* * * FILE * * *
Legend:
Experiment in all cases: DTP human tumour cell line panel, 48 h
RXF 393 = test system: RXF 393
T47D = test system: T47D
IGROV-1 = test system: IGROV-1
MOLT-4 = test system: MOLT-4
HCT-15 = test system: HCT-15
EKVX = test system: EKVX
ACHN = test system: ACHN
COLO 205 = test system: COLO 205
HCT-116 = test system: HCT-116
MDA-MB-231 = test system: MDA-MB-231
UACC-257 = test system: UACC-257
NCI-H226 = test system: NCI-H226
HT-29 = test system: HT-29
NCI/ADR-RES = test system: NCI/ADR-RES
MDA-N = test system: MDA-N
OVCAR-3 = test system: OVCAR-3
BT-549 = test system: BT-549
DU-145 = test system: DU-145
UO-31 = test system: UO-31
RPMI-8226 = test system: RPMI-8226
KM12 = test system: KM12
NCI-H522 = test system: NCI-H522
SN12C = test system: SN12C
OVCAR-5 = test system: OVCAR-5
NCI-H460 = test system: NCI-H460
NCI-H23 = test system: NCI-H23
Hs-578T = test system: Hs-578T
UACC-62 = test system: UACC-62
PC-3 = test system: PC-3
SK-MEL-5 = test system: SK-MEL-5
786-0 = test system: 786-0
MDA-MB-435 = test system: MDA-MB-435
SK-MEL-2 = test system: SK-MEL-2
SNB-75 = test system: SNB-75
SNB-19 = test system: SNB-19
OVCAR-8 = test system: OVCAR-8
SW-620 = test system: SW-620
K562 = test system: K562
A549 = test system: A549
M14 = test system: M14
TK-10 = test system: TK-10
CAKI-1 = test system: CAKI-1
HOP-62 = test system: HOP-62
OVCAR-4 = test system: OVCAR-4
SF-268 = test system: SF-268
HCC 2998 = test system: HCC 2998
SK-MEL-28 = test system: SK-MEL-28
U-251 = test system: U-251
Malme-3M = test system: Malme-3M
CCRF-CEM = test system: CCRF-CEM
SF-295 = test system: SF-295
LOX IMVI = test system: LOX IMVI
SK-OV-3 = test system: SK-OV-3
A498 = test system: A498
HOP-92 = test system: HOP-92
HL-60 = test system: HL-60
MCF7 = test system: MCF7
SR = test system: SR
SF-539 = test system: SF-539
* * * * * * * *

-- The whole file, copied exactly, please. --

Legend:
Experiment in all cases: DTP human tumour cell line panel, 48 h
RXF 393 = test system: RXF 393
T47D = test system: T47D
IGROV-1 = test system: IGROV-1
MOLT-4 = test system: MOLT-4
HCT-15 = test system: HCT-15
EKVX = test system: EKVX
ACHN = test system: ACHN
COLO 205 = test system: COLO 205
HCT-116 = test system: HCT-116
MDA-MB-231 = test system: MDA-MB-231
UACC-257 = test system: UACC-257
NCI-H226 = test system: NCI-H226
HT-29 = test system: HT-29
NCI/ADR-RES = test system: NCI/ADR-RES
MDA-N = test system: MDA-N
OVCAR-3 = test system: OVCAR-3
BT-549 = test system: BT-549
DU-145 = test system: DU-145
UO-31 = test system: UO-31
RPMI-8226 = test system: RPMI-8226
KM12 = test system: KM12
NCI-H522 = test system: NCI-H522
SN12C = test system: SN12C
OVCAR-5 = test system: OVCAR-5
NCI-H460 = test system: NCI-H460
NCI-H23 = test system: NCI-H23
Hs-578T = test system: Hs-578T
UACC-62 = test system: UACC-62
PC-3 = test system: PC-3
SK-MEL-5 = test system: SK-MEL-5
786-0 = test system: 786-0
MDA-MB-435 = test system: MDA-MB-435
SK-MEL-2 = test system: SK-MEL-2
SNB-75 = test system: SNB-75
SNB-19 = test system: SNB-19
OVCAR-8 = test system: OVCAR-8
SW-620 = test system: SW-620
K562 = test system: K562
A549 = test system: A549
M14 = test system: M14
TK-10 = test system: TK-10
CAKI-1 = test system: CAKI-1
HOP-62 = test system: HOP-62
OVCAR-4 = test system: OVCAR-4
SF-268 = test system: SF-268
HCC 2998 = test system: HCC 2998
SK-MEL-28 = test system: SK-MEL-28
U-251 = test system: U-251
Malme-3M = test system: Malme-3M
CCRF-CEM = test system: CCRF-CEM
SF-295 = test system: SF-295
LOX IMVI = test system: LOX IMVI
SK-OV-3 = test system: SK-OV-3
A498 = test system: A498
HOP-92 = test system: HOP-92
HL-60 = test system: HL-60
MCF7 = test system: MCF7
SR = test system: SR
SF-539 = test system: SF-539